Select Committee on European Scrutiny Fourteenth Report

6 Minimum standards for security features and biometrics in EU passports



COM(04) 116

Draft Council Regulation on standards for security features and biometrics in EU citizens' passports

Legal baseArticle 62(2)(a) EC; consultation; unanimity
Document originated18 February 2004
Deposited in Parliament25 February 2004
DepartmentHome Office
Basis of considerationEM of 9 March 2004
Previous Committee ReportNone
To be discussed in CouncilNo date set
Committee's assessmentLegally and politically important
Committee's decisionNot cleared; further information requested


6.1 In December 2003, the European Council invited the Commission to make a proposal for the introduction of biometric identifiers in passports.[12]

6.2 By 26 October 2004, countries which wish to continue to obtain the benefit of a waiver of the requirement for a visa to enter the United States must have a programme to issue their nationals with machine-readable passports that are tamper-resistant and incorporate biometric identifiers which comply with the biometric identifier standards established by the International Civil Aviation Organisation (ICAO).

6.3 Article 62(2)(a) of the EC Treaty requires the Council to adopt:

"measures on the crossing of the external borders of the Member States, which shall establish standards and procedures to be followed by Member States in carrying out checks on persons at such borders."

6.4 A Protocol to the EC Treaty provides that the UK is not to take part in the adoption of, or be bound by, any measure made under Title IV of the Treaty (visas, asylum, immigration and other policies related to the free movement of persons) unless the UK gives notice that it wishes to "opt into" the measure. Article 62 is part of Title IV.

The document

6.5 The draft Regulation has two main purposes: first, to make EU citizens' passports more secure by establishing minimum standards for security features; second, to establish a reliable link between a passport and its genuine holder by incorporating biometric identifiers. The Commission says that the objective of the proposal is to combat the use of false travel documents.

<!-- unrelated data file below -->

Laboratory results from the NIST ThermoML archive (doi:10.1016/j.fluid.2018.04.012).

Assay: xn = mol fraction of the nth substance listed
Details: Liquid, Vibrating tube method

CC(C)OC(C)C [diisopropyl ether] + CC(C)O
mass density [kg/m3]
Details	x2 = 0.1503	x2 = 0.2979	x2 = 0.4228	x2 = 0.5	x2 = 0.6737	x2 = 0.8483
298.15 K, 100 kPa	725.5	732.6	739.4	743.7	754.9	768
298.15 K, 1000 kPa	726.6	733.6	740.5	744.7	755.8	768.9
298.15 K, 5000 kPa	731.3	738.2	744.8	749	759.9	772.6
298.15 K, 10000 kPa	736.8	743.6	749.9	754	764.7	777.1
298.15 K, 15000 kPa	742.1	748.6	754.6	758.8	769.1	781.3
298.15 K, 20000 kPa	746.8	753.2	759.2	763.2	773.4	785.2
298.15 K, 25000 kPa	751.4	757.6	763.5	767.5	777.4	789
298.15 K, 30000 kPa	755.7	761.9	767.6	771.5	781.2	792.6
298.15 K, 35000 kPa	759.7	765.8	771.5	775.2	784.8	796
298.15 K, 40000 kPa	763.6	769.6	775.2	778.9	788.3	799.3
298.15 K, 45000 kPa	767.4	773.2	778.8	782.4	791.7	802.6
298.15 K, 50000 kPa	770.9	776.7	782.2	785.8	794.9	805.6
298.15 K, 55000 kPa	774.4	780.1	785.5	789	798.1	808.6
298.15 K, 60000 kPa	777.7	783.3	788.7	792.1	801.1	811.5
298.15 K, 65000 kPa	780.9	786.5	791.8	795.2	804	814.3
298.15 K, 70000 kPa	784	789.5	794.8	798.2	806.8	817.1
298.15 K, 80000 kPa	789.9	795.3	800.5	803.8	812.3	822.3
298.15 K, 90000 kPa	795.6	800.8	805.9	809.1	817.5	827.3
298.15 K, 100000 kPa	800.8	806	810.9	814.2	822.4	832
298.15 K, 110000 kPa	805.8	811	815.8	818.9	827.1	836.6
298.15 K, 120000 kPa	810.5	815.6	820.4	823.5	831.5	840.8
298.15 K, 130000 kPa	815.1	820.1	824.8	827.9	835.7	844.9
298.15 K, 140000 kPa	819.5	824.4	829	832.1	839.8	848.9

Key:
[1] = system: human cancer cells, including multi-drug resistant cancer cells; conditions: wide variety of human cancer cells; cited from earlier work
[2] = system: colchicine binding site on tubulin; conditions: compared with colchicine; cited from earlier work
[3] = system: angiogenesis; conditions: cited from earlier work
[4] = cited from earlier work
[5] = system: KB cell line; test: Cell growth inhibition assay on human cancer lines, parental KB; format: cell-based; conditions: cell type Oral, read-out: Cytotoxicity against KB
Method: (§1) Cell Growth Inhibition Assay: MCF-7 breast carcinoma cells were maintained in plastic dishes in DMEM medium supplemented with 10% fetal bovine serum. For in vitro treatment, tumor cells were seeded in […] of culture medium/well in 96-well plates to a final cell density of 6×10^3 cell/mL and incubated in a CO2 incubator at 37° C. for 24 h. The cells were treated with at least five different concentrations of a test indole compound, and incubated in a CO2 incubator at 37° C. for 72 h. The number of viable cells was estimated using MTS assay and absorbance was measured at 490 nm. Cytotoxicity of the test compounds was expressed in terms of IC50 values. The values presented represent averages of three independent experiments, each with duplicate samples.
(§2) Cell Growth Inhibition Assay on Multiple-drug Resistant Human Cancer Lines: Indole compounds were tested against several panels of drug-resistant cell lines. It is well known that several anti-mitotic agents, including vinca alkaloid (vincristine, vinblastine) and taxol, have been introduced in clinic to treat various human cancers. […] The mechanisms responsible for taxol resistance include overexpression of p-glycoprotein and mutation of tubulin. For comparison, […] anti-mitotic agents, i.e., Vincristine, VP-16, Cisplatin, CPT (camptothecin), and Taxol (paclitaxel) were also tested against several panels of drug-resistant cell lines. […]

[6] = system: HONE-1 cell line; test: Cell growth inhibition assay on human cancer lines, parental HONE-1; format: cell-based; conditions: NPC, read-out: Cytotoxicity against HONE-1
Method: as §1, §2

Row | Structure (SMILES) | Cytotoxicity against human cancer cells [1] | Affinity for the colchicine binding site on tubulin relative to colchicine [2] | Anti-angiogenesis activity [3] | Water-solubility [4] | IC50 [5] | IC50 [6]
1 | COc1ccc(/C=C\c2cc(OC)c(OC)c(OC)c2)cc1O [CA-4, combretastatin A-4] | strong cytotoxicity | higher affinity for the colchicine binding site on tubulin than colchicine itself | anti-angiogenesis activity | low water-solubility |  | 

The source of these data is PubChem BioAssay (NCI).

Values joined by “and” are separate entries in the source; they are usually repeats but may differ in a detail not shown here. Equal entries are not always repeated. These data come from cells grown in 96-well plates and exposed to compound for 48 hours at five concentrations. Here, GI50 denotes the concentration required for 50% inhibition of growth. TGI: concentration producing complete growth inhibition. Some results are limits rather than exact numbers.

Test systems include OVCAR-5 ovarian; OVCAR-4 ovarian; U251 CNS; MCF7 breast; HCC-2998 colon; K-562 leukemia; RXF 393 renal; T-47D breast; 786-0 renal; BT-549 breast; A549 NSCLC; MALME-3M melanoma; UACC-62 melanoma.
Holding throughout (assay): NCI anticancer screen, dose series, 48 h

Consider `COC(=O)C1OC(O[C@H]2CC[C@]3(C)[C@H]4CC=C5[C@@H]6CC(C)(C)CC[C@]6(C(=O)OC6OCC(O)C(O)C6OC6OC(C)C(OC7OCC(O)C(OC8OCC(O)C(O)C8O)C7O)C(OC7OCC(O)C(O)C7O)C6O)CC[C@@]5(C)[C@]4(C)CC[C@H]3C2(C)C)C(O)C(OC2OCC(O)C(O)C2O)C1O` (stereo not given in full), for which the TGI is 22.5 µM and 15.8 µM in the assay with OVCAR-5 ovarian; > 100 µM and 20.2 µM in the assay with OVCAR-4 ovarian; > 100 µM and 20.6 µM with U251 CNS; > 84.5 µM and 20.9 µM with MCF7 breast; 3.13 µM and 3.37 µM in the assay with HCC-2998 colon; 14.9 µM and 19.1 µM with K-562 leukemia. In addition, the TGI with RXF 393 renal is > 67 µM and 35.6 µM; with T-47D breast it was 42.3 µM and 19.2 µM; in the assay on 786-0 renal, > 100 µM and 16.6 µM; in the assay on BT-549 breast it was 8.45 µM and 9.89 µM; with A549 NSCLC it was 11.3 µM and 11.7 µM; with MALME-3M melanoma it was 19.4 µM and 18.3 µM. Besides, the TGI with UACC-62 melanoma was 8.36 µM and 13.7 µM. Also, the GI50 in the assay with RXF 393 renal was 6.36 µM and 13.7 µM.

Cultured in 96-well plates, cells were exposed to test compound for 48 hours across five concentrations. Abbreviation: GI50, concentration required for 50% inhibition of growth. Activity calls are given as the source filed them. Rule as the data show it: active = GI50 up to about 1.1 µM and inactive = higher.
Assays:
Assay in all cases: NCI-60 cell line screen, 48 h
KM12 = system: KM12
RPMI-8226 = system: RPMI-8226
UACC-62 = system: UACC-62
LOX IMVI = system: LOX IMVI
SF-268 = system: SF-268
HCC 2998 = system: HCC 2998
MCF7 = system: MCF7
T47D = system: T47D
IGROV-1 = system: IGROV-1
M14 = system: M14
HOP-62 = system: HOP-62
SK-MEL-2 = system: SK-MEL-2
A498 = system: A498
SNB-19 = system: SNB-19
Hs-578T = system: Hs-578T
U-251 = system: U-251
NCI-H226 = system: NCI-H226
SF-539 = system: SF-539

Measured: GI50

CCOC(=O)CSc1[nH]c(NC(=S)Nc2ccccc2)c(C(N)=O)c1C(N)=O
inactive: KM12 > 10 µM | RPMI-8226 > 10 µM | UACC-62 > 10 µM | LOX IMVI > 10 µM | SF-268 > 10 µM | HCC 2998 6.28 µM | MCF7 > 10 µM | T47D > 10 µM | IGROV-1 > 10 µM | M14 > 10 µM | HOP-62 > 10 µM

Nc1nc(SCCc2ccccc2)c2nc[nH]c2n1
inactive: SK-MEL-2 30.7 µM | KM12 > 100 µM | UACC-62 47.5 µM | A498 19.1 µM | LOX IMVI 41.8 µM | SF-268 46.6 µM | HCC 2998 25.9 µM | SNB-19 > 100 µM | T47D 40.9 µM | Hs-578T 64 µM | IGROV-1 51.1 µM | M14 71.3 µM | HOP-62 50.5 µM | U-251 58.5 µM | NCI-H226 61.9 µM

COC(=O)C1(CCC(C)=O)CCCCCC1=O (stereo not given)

6.6 Passports are checked mainly when the EU's external borders are being crossed. This measure is concerned with "the standards and procedures to be followed by Member States in carrying out checks at the external borders". In the Commission's view, therefore, Article 62(2)(a) of the EC Treaty is the appropriate base for the Regulation.

6.7 The main provisions of the draft Regulation are:

  • Passports issued by Member States must comply with minimum security standards on, for example, the type of paper to be used, printing and issuing techniques, and protection against copying. Technical specifications will be defined by a committee of experts; the specifications will be secret and made available only to the body named by each Member State.
  • The passport must include a facial image and, if a Member State wishes it, may include fingerprints.
  • The Regulation applies to ordinary and official passports, short-term passports and travel documents issued in place of a passport.
  • Member States must apply the Regulation within one year of the adoption of the technical specifications.

The Government's view

6.8 The Parliamentary Under-Secretary of State at the Home Office (Caroline Flint) tells us that it is the Government's provisional view that Article 62(2)(a) is not an appropriate legal base for the measure, but she does not say why. The Minister says that it makes sense for the ICAO standards for biometric identifiers to be used for passports issued by Member States; they will then be machine readable and operable outside, as well as inside, the EU. Setting minimum standards for security features could reduce the scope for forgery. Passports issued by the UK meet current ICAO recommended standards and the UK already has a programme to include a single facial biometric in passports.

6.9 The Government has not yet decided whether to opt into the Regulation.


6.10 We should be grateful to know the reasons for the Government's doubts about the appropriateness of the proposed legal base. We shall hold the document under scrutiny pending the Minister's answer and until the Government has decided whether to opt into the Regulation.

12   Conclusion 21 of the Brussels European Council of 12/13 December 2003. Back

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